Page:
Theater Review: ‘Touch’
NEW YORK—While many people may not know what they have until it’s gone—to paraphrase a song by Joni Mitchell—there are others who know exactly what they’ve got and how lucky they are to have it. In these cases, a loss can be much more terrible when it happens. Toni Press-Coffman examines this kind of loss in her powerful drama “Touch,” as presented by Libra Theater Company at 59E59 Theaters.
As the story begins, Kyle (Peter McElligott), a man in his mid-20s, is packing up boxes in the apartment he shared with his wife, Zoe. She was quite simply the love of his life.
Kyle, who could best be described as a science nerd who grew into an astronomer, became totally smitten with this outgoing, vivacious young woman when he first saw her in high school six years earlier. She made such an impression on him, in fact, that he was late to class for the first time in his life.
Zoe and Kyle’s courtship, marriage, and life together is explored in what is basically a lengthy act-one monologue by Kyle. It’s punctuated only by comments from Zoe’s older sister Serena (Emily Batsford) and Bennie (Amadeo Fusca), Kyle’s childhood pal and probably the only close friend the introverted Kyle has ever had.
The loss of Zoe, in a seemingly random act, shattered not only Kyle but also everyone else who knew her. All are now struggling to find a way to move forward while trying to deal with what happened.
As the play makes clear, everyone deals with grief differently. It is particularly hard on Serena, for example, when Kyle, in an attempt to find his own way through the pain, cuts all ties with Zoe’s family. He immerses himself in his own coping mechanism but closes himself off to others who need his help to deal with their own hurt.
Yet the playwright also focuses on how resilient and resourceful the human spirit can be. Kyle experiences this fact when he meets a prostitute (Katrina Lenk) who becomes an essential part of his healing process; and which Bennie and Serena discover when they start to see one other in a different light, now that the initial reason they had for knowing one another is gone.
It requires a delicate dance to make a character we never see feel real enough for us to care about, while not hitting us over the head with necessary information. Fortunately, the playwright’s text and McElligott’s delivery are more than up to the task.
The stories Kyle tells about Zoe and their time together offer clear insights into who this woman was and how she transformed his life.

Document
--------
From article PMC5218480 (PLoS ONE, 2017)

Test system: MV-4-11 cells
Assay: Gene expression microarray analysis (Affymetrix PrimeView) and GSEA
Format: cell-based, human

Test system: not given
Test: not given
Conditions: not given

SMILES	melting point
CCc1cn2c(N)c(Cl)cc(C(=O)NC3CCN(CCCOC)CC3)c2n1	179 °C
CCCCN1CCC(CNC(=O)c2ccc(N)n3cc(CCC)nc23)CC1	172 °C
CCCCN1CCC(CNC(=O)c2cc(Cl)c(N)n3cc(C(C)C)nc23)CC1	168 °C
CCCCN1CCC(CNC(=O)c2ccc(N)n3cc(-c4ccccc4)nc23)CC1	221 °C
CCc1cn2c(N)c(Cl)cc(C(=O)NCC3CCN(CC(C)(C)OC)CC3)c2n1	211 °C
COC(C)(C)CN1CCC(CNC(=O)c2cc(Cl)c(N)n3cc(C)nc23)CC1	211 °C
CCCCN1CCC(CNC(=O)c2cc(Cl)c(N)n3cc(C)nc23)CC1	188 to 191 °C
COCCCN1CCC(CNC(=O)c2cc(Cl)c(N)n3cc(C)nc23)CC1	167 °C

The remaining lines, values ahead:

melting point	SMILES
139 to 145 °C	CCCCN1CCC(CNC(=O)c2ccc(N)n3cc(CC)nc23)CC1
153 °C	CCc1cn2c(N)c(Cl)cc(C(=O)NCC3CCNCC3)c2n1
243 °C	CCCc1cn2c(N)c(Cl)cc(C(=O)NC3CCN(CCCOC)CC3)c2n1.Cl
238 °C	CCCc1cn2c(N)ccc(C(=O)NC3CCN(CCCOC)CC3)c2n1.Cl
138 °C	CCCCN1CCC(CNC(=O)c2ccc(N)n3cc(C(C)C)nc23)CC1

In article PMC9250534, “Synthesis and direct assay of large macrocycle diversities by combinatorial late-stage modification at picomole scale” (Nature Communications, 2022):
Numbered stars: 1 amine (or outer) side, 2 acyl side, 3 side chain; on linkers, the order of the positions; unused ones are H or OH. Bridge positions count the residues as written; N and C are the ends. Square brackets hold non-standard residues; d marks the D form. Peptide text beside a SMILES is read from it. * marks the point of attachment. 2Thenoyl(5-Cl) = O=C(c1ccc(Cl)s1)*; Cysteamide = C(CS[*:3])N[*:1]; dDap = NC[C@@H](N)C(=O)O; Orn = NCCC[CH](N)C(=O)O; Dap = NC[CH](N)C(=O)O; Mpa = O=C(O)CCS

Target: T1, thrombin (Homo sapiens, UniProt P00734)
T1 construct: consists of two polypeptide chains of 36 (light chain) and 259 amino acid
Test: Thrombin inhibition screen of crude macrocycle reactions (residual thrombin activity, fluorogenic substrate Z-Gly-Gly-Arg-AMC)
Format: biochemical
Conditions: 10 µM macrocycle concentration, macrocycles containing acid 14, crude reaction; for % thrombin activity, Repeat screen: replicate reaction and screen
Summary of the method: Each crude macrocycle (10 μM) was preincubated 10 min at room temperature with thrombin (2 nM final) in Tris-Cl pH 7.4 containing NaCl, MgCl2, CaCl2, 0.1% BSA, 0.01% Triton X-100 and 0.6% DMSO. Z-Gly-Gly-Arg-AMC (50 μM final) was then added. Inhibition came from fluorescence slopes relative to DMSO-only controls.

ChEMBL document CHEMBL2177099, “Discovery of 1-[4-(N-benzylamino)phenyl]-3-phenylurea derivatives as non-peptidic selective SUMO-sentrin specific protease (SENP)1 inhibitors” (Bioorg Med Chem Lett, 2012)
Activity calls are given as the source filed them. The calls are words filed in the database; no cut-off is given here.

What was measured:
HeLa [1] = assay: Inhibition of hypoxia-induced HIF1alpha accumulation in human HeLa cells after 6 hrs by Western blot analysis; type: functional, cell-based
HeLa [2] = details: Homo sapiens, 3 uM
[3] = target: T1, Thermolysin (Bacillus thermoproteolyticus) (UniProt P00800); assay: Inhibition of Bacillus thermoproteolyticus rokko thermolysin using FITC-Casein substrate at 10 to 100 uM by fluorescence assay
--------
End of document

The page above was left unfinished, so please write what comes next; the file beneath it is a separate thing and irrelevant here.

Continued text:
Most importantly, Zoe is not made out to be a perfect woman by any means. She had a strong streak of jealousy where Kyle was concerned, as well as a dogged amount of stubbornness. Her family found out about the latter when Zoe threatened to never speak to them again if they didn’t accept her marriage to Kyle.
The two got married the winter after their high school graduation, with both their families thinking it was much too early in their lives for them to take such a step.
Where the show runs into problems is with the character of Kyle. While there’s no denying his feelings for Zoe, without his many references to her that act as a sort of counterbalance, Kyle comes off as unlikable and even self-centered. Any scenes involving him in which Zoe doesn’t figure directly feel like excess baggage.
This issue becomes even more apparent when Bennie and Serena are given much more to do in the second act. Their emergence in the storyline threaten to take away from the main focus of the play.
Direction by Nathaniel Shaw is rather slow-paced, but it does allow the audience to be carefully drawn into the story. While the ending doesn’t wind up wrapped in a neat little package, it is certainly fitting.
Craig Napoliello’s cramped set of Kyle and Zoe’s apartment works nicely, but it might have been better if it were somehow opened up a bit to accommodate some of the later scenes depicted in the play.
Problems aside, “Touch” remains a quietly involving piece about the human heart and the ways people respond in times of grief. At the same time, it points out how we have a responsibility to ensure that our own healing does not come at the expense of others trying just as hard to heal.
Judd Hollander is a member of the Drama Desk and review for stagebuzz.com